Charles Compton Rising (1841-1913)
Plus his wives Catherine Ursula Reynard (1847-1890) and Ellen Seymour (1859-1925)
Charles Compton Rising was born on 4th November 1841 at Horsey Hall, Horsey and was baptised there on 21st of the same month as the fifth child of Robert Rising & Elizabeth Parish. He had six siblings, namely: Mary, Emily, Robert, Edward, Alfred and Henry.
He grew up in a privaleged household at both Horsey Hall and at an elegant gentleman’s residence on the seafront at Britannia Terrace, Great Yarmouth where he was living with his mother in 1851 when he was 10.
He joined the Royal Navy in 1856; was made a Lieutenant in 1863 and a Commander in 1865. As a Commander he took charge of HMS Midge, in China in 1869. He was promoted to the rank of Captain on 10th December 1875 and was the Captain of HMS Eclipse from 1st January 1880 following which it sailed to the East Indies. There were problems with his command in 1881 and he left HMS Eclipse under a cloud of accusations – see the details below under ‘HMS Eclipse and Captain Charles Rising’. It seems the accusations were never resolved but it caused a big scandal and some historians have said that as a result his father disinherited him and Charles received nothing in his Will after he died in 1885. However, this is not the case as Charles was named as the person that proved his father’s Probate and was an Executor to his Will in which he shared in the trust his father set up to benefit all five of the children.
Just before he became a Captain, Charles had married Catherine Ursula Reynard on 7th November 1874 at St George’s Hanover Square, London. They had a son called Francis Simon Rising in 1878 who was born at Peterborough, Northamptonshire.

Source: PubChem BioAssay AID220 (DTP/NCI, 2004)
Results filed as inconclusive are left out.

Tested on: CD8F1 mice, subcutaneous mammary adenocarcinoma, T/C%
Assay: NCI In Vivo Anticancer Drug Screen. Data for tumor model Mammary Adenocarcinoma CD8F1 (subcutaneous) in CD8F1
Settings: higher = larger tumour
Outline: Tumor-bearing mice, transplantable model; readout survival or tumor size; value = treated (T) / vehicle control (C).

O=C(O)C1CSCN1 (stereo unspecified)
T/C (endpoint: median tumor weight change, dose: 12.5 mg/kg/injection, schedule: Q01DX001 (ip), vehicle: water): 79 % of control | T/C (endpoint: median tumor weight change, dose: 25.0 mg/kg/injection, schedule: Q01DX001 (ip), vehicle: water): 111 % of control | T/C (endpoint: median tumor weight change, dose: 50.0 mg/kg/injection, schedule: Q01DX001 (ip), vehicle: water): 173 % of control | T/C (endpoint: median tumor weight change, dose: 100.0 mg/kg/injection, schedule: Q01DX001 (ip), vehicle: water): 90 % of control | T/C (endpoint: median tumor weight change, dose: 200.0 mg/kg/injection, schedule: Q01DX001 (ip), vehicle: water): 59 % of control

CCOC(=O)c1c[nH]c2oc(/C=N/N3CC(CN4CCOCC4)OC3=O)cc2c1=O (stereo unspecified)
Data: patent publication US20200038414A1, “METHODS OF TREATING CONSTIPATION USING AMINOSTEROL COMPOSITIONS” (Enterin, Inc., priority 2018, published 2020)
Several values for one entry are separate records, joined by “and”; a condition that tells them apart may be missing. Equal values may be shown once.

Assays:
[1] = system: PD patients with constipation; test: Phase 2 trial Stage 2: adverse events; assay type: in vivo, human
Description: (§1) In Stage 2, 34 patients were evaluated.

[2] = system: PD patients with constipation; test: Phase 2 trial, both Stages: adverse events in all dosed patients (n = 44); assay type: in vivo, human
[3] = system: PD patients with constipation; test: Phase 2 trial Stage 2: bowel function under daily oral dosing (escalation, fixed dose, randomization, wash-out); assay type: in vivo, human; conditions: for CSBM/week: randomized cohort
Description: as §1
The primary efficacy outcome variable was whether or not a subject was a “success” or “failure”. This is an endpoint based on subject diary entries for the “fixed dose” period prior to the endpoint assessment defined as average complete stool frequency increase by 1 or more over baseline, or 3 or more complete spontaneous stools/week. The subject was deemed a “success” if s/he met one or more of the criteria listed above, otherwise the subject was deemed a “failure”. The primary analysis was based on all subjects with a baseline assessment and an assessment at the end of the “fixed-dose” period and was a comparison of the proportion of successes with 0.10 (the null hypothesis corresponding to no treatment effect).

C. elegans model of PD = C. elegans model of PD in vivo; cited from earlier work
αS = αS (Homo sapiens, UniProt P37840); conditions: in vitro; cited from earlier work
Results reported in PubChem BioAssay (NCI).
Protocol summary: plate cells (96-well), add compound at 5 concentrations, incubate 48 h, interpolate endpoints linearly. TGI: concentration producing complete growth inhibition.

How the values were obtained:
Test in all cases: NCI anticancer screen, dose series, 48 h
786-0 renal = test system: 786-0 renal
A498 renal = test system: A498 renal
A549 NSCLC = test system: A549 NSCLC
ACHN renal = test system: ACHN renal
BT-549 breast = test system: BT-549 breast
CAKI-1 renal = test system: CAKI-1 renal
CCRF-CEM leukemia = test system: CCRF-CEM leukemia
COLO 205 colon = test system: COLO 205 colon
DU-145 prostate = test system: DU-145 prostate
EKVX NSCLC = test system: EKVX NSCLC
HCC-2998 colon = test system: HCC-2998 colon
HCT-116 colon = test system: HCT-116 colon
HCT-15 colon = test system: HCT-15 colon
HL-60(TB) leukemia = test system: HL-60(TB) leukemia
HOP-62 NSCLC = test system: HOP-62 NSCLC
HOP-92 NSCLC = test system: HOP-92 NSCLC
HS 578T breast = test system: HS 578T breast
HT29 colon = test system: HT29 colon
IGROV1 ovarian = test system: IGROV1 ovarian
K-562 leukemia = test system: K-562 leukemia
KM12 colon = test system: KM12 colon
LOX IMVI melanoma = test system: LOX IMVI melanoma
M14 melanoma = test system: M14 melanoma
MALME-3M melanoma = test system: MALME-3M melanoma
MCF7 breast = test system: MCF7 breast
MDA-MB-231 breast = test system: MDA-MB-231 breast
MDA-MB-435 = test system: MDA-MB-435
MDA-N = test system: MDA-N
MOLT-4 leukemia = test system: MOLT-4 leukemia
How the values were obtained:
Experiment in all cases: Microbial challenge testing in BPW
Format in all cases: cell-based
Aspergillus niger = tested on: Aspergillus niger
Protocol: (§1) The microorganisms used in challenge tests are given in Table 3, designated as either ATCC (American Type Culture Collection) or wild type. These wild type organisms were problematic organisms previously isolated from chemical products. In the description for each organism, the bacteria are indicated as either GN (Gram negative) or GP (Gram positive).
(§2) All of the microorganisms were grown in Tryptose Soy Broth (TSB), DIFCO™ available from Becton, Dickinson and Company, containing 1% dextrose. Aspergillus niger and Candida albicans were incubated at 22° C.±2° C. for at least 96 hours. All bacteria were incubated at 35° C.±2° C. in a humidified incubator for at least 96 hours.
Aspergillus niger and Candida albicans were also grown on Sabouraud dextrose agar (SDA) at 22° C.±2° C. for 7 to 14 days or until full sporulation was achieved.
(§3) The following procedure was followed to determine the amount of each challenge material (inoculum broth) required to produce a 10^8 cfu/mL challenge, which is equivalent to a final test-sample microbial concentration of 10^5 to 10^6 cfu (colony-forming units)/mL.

Catherine was born at Sunderlandwick Hall, Driffield, Yorkshire on 22nd August 1847 and was baptised at Great Driffield on 13th October that year as the eldest child of Edward Horner Reynard (1810-1883), a very wealthy landowner, and his wife Elizabeth née Mason (1828-1891). In 1883 Catherine exhibited at the Ipswich Fine Art Society two watercolours ‘Sketch’ and ‘Gateway’ at Fountains Hall, Yorkshire. Catherine died on 8th December 1890. She was buried at Horsey on 12th December. Her mother had a stained-glass window placed in Horsey church depicting Catherine at her artist’s easel. You can read more about Catherine by clicking HERE.
After Catherine’s death Charles took up with a local woman called Ellen Gedge, née Seymour. She was 18 years his junior and the existing wife of Jonathan Gedge, with whom she had two sons, Frederick (born 2.3.1887) and George (born 2.12.1889). They had married at All Saints Church, Horsey on 23rd March 1880 and Jonathan was an agricultural labourer working for the Risings who owned just about all the village. This affair caused uproar in the tiny village and it was rumoured that Charles paid Jonathan a sum of money in 1891/92 and took Ellen and Jonathan’s two sons away with him. Jonathan claimed £500 damages when lodging a divorce petition in February 1892 on the grounds of adultery which was heard in the High Court and was, perhaps surprisingly, dismissed. Ellen was clearly with Charles as their first son was born barely ten months later. The divorce did not take place so Ellen remained married but left Jonathan and lived with Charles for the rest of his life. Although unmarried she had four children with Charles who were:-
- Frank Rising was born on 7th December 1892 in Norwich, Norfolk.
- Helen Rising was born in 1895 in Norwich, Norfolk.
- Robert Rising was born in 1897 at Seymour’s Farm, Stradbroke, Suffolk.
- Elizabeth Rising was born in 1899 at Seymour’s Farm, Stradbroke, Suffolk.
They had a short spell living at Stradbroke, Suffolk from about 1897 to at least 1901 when the census tells us that Charles was a farmer.